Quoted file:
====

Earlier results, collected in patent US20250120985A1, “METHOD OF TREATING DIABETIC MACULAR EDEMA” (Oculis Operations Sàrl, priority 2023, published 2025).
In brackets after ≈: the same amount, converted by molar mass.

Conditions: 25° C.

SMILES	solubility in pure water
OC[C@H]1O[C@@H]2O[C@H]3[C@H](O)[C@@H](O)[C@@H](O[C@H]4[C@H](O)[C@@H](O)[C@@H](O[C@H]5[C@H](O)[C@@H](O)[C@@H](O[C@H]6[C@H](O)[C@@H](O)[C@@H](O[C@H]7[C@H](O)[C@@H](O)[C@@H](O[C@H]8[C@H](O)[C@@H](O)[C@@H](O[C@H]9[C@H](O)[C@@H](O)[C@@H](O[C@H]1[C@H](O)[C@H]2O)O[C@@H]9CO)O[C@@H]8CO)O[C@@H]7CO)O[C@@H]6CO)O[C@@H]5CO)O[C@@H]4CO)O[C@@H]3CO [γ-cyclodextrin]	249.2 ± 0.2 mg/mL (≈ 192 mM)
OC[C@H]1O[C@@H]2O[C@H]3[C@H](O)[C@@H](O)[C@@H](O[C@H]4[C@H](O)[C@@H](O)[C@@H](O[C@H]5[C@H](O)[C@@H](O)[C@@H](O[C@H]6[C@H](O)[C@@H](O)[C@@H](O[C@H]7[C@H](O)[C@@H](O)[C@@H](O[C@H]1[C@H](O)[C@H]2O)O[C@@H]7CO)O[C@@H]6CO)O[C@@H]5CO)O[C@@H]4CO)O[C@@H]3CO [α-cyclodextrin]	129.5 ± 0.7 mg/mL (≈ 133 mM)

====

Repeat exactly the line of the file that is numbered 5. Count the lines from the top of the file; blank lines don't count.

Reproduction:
OC[C@H]1O[C@@H]2O[C@H]3[C@H](O)[C@@H](O)[C@@H](O[C@H]4[C@H](O)[C@@H](O)[C@@H](O[C@H]5[C@H](O)[C@@H](O)[C@@H](O[C@H]6[C@H](O)[C@@H](O)[C@@H](O[C@H]7[C@H](O)[C@@H](O)[C@@H](O[C@H]8[C@H](O)[C@@H](O)[C@@H](O[C@H]9[C@H](O)[C@@H](O)[C@@H](O[C@H]1[C@H](O)[C@H]2O)O[C@@H]9CO)O[C@@H]8CO)O[C@@H]7CO)O[C@@H]6CO)O[C@@H]5CO)O[C@@H]4CO)O[C@@H]3CO [γ-cyclodextrin]	249.2 ± 0.2 mg/mL (≈ 192 mM)